Student Loan News, Week in Review

Published on Author Kelsey Radcliffe

This week in student loan news: several bills are introduced that would allow employees to receive more assistance from their employer for student loan repayment, private lenders announce parent-targeted loans and a high school dropout sues the U.S. Department of Education to get his loans discharged.

Bills Would Spur More Companies to Repay Workers’ Student Loans

Six different bills have been introduced in Congress that would allow employer-paid student loan repayment to be exempt from federal tax. Currently, employees can receive up to $5,250 from their employer each year tax-free toward education. HR3861 and a companion bill in the Senate would extend these benefits to the repayment of private or federal loans.

The remaining bills allow for employers to pay even more toward their employees’ student loans. HR1713 would allow up to $6,000 per year tax-free with a lifetime maximum of $50,000, while HR4363 would allow $10,000 each year tax-free. Two other bills, HR4102 and S2099 would allow tax-free employer payments on a “qualified education refinance loan” without any cap. These bills would encourage more companies to offer student loan repayment as a perk to their employees.

Read the full story here.

Student Loans Are Now Being Targeted at Parents to Help Fight Debt

An increasing number of private lenders are now offering student loans targeted to parents. Some of these loans will be a cheaper option for parents than Federal Parent PLUS loans, as parent loans from private lenders don’t have any origination fees. Parents with high credit scores will also receive lower interest rates with private loans.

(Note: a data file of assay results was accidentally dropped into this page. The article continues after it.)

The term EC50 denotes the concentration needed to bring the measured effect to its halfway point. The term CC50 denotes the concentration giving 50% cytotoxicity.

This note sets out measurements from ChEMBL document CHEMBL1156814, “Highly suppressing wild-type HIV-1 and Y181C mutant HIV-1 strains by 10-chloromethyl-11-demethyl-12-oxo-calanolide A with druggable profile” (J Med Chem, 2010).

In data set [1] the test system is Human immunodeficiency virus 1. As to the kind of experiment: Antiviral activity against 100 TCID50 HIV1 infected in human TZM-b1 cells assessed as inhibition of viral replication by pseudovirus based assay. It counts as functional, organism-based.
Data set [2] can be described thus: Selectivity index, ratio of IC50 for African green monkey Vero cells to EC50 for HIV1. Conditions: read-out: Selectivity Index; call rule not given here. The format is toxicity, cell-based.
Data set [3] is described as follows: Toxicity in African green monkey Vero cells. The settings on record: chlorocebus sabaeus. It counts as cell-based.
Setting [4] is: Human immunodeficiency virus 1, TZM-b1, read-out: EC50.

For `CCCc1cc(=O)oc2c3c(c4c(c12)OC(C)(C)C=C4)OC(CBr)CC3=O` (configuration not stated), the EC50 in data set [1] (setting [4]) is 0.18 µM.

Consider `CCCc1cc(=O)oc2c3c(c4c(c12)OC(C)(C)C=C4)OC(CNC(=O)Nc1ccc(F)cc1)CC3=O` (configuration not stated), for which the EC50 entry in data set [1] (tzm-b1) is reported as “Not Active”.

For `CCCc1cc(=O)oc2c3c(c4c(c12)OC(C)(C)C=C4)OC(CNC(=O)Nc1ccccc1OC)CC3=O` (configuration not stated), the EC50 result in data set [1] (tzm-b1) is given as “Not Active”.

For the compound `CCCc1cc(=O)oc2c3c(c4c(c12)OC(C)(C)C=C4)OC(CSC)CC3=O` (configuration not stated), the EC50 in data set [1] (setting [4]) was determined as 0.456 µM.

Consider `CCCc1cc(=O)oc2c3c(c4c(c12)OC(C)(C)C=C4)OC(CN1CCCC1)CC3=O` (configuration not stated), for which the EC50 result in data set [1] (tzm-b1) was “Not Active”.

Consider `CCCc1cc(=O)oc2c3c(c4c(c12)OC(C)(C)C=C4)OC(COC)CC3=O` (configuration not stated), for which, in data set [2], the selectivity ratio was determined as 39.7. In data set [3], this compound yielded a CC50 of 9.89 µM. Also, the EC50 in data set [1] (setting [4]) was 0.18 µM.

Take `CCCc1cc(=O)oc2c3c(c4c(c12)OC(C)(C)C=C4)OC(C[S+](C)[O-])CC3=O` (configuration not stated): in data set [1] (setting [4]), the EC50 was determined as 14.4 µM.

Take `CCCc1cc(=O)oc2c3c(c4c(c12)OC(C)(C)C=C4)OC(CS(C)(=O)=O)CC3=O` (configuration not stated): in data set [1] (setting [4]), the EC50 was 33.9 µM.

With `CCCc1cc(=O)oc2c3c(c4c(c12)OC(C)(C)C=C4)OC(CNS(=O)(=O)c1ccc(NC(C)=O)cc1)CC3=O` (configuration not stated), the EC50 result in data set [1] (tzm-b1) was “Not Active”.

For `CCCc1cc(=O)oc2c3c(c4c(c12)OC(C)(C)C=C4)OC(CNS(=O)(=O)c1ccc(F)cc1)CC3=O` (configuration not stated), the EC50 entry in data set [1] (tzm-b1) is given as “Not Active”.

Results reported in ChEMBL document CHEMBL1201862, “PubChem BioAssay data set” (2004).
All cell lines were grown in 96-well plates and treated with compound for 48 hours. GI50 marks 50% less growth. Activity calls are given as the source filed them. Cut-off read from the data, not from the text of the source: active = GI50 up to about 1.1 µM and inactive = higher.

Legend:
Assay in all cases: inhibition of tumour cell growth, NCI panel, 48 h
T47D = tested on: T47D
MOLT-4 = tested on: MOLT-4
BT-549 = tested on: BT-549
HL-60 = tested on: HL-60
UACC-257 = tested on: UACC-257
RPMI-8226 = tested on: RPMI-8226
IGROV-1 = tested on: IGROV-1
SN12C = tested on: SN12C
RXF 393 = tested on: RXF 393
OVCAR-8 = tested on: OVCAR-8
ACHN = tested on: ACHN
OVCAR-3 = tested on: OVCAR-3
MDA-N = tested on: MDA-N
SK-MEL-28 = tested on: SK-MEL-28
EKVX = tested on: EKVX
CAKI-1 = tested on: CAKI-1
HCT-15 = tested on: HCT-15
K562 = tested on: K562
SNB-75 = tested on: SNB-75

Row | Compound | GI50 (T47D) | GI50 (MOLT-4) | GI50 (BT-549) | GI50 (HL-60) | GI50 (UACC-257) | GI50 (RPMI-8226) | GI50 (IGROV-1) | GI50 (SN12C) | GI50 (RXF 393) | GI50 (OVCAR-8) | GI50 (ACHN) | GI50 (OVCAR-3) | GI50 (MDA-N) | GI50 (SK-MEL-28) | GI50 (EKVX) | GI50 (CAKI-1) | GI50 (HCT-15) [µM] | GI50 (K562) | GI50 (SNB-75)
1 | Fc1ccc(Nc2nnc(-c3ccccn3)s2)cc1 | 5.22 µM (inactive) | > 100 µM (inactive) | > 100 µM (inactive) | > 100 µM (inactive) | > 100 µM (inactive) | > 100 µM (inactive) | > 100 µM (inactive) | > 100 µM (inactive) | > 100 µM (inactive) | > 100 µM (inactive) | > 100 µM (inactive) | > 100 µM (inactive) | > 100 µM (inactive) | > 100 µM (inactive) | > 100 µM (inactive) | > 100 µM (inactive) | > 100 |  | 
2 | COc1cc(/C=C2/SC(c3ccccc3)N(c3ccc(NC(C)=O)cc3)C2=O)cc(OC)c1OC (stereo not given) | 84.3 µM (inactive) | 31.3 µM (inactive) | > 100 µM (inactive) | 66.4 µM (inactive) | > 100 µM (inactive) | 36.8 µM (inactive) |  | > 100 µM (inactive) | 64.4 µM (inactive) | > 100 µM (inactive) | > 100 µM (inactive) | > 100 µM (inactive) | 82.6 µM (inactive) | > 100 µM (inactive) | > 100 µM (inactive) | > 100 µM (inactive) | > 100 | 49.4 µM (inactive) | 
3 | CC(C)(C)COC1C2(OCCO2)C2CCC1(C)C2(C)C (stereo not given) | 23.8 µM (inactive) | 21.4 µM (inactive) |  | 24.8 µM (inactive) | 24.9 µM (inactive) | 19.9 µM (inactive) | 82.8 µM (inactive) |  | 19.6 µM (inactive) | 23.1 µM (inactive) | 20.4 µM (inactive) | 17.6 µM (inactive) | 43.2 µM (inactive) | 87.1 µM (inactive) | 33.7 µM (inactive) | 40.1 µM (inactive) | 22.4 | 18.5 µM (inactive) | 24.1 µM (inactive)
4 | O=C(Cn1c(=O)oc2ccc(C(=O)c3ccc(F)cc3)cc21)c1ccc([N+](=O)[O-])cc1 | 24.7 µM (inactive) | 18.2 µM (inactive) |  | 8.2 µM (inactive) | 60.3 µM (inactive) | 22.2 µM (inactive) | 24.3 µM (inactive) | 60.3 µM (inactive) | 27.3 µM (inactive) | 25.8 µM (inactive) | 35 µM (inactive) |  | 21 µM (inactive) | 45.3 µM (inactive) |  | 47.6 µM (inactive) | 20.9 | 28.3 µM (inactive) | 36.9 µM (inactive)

Read the full story here.

We offer refinancing for parent PLUS loans in addition to student loans. We also offer the unique option to transfer your balance to your child who is ready to take on the responsibility of the loan. See what you can save by using the Find My Rate tool.

High School ‘Dropout’ Wants $56k in Student Loans Discharged

A Florida man is suing the U.S. Department of Education to discharge his student loans on the grounds that he never qualified for them in the first place. 44-year-old Ian Locklear never graduated from high school, but applied to the University of South Florida in 1989 as a junior in high school and was accepted. He then dropped out of high school to attend college in 1990, racking up more than $56k in student loans.

Under the Higher Education Act of 1965, student loans can be discharged if a school falsely certifies a student’s ability to benefit from a program loans are taken out for.  Locklear claims to have not been eligible for the loans without a high school diploma.

Read the full story here.

Share: Share on FacebookShare on Google+Tweet about this on TwitterShare on LinkedIn